The Australian Treasury expects that 60% of the economy can be recovered once we achieve Stage 3 of National Cabinet’s re-opening plan. This correlates with the RBA’s recent ‘Upside Scenario’ and provides a safe margin away from the most severe downside scenarios used by our major banks for stress testing purposes. When the recent consumer confidence figures are also considered, Australia is looking at a healthy recovery, at least in the early stages. The Australian non-financial corporate bond and RMBS markets don’t seem to have fully realised this as yet.
The RBA and the Upside Scenario
The RBA released a set of plausible economic scenarios in its recent Statement of Monetary Policy which was released on May 8th. The Baseline scenario envisaged that most restrictions would be lifted by the September quarter. The Upside scenario envisaged a faster recovery where most containment measures were phased out over the coming months:
The day after the SoMP was released, National Cabinet issued a roadmap to re-open the economy in 3 steps. PM Scott Morrison indicated that consideration for each progressive step would be separated by approximately 3 weeks. This timeline pointed to most restrictions being lifted by July. The plans suggested that the remaining restrictions would be related to large gatherings and international travel. The 4sqm rule would remain a feature.
Estimates were provided in relation to the economic impact of each stage. The announcement converted the RBA’s Upside Scenario into the new Baseline.
The Ministerial Statement
Whilst the Federal Budget was delayed, Treasurer Josh Frydenberg made a Ministerial Statement on May 12th where he outlined the state of the economy and elaborated further on the economic estimates. Under Step 3 arrangements, approximately 850k people are expected to return to work. This compares to the projected unemployment level of 1.4m as at 30 June, a figure which would be even higher were it not for a large number of discouraged workers who will leave the workforce entirely.
Economic activity at Step 3 would recover approximately 60% of GDP per month lost through the impact of COVID, which is estimated at $4bn a week. Even so, many businesses will continue to be supported by Job Keeper which has more than 5.5m workers enrolled, many of whom are earning more than they had prior to the pandemic:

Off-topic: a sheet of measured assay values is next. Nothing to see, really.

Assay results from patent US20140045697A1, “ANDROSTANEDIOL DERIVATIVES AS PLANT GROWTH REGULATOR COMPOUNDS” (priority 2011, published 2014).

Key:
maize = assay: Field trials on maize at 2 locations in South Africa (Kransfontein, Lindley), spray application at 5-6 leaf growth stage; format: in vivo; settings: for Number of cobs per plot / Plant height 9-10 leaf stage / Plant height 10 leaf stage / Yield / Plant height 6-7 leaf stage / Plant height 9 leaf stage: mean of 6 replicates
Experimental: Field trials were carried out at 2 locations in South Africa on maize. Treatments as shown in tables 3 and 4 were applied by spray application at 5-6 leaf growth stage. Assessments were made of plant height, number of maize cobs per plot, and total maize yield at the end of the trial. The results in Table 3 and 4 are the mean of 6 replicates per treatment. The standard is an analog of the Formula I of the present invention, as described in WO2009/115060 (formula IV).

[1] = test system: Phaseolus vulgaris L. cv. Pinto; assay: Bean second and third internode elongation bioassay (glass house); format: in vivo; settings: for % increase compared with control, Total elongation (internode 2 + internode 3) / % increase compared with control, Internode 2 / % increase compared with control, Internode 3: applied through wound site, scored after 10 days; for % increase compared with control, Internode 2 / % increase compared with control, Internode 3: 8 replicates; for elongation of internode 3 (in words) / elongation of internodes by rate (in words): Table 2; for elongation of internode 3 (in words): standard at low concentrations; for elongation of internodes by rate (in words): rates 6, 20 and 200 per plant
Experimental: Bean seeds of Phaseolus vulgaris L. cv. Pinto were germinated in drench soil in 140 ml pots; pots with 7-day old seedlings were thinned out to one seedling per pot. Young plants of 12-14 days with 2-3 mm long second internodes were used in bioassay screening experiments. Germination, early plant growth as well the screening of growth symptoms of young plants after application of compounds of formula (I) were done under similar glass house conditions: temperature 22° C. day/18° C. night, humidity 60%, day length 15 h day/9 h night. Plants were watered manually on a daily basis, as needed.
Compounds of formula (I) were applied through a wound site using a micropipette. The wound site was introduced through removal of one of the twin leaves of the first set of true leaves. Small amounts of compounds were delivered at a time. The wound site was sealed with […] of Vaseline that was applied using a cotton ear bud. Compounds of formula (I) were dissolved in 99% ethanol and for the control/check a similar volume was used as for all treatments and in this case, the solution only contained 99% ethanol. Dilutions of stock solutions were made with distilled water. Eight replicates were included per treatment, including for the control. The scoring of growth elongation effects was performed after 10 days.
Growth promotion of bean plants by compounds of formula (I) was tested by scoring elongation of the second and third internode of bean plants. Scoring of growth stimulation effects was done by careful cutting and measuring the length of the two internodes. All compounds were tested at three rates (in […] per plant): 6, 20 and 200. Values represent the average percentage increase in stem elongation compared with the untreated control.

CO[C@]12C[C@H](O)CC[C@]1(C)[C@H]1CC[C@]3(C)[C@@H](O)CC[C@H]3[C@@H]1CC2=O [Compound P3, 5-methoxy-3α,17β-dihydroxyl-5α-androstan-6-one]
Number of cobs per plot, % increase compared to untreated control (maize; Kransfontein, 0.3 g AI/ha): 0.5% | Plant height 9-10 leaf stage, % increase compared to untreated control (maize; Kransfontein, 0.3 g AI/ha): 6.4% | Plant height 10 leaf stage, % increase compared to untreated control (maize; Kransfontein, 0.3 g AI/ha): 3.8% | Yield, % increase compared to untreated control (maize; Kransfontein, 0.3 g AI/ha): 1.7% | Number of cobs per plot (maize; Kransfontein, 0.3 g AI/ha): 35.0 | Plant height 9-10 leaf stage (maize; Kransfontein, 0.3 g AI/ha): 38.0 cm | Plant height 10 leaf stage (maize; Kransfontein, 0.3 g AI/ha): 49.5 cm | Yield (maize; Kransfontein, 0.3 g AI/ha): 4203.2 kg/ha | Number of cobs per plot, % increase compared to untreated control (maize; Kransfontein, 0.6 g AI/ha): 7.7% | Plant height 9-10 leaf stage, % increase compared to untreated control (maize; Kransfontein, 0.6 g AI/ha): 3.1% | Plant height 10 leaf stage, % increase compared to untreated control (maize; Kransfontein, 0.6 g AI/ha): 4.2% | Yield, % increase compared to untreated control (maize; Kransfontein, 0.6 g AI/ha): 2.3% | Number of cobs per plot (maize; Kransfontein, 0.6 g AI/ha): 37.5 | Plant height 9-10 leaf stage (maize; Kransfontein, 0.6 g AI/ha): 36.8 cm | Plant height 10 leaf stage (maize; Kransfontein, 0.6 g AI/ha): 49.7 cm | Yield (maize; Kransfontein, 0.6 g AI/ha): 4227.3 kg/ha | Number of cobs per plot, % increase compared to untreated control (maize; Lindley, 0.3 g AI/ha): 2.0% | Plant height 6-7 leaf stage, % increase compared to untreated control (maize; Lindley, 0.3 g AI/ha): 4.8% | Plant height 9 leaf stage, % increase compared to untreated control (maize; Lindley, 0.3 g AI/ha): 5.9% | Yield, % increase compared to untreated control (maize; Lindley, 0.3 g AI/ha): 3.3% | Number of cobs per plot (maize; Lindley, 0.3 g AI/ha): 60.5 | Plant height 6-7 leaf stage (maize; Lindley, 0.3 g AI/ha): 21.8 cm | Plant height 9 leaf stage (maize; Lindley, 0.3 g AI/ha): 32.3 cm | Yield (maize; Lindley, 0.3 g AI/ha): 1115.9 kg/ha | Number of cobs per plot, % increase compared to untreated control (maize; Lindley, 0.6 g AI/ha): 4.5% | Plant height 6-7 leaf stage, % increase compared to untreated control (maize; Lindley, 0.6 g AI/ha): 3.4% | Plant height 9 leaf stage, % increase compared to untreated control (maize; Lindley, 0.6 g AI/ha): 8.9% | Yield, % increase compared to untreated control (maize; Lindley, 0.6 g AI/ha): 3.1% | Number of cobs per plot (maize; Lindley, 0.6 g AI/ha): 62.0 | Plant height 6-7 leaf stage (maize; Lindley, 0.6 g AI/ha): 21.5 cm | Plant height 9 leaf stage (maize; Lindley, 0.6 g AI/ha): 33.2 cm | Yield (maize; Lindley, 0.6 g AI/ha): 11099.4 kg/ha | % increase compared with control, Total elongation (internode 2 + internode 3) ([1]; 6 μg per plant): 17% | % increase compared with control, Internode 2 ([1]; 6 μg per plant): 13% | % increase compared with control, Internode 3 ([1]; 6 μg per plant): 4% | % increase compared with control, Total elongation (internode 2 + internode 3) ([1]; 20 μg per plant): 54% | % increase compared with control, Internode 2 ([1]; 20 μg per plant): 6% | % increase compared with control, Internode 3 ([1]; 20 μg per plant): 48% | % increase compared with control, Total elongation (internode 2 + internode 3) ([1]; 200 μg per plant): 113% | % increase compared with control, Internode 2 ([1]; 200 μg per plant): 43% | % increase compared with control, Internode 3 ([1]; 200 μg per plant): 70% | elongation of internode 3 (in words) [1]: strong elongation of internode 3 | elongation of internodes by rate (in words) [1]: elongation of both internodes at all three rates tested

Consumers are much more optimistic
In surveys taken by Westpac and the Melbourne Institute, prior to the release of the National Cabinet’s roadmap, a significant recovery in sentiment was noted:
The index has retraced most of the sharp downwards move which was recorded in April. Over the month, consumers became much more optimistic about economic conditions in the coming year. They are more likely to buy a major household item and far more inclined to buy a house.
Given this pent up demand, it is likely that consumer demand will spring back along a V-Shape as envisaged by the RBA’s Upside scenario, which approximately encapsulates the Treasurer’s Statement.
We can look to New Zealand for an early indication of the kind of optimism we may encounter here. They have also successfully contained COVID at this time. Their restrictions were more onerous, but they have re-opened to a level which Australia does not contemplate doing for a few weeks. This makes New Zealand an excellent lead indicator of what pent up demand may exist and how consumers may react.
The following shows foot traffic statistics in the shopping district of Auckland. In New Zealand, they clearly want to shop again. I expect Australians will be similarly inclined:
If Australian consumers do act in this way, it would be consistent with the way in which SARS impacted some Asian economies. In the case of SARS, these economies experienced a three month period of weakness before recovering almost all of it in the subsequent three months. COVID will be different as the pandemic will likely remain with us for some time yet, but we also have much more significant official support. The longer term implications are yet to be settled. However, the shorter term implications appear relevant. A 60% V-shaped recovery for the balance of 2020 looks viable.
Unemployment and Housing Prices
Based on the Treasury and RBA figures, unemployment will likely be around 8% at year end. The RBA scenario suggest that this may fall below 6% by the end of 2021, which would be a remarkable outcome if so. Nonetheless, the forecast level is clearly an elevated figure and more credit-related stresses than normal will be evident.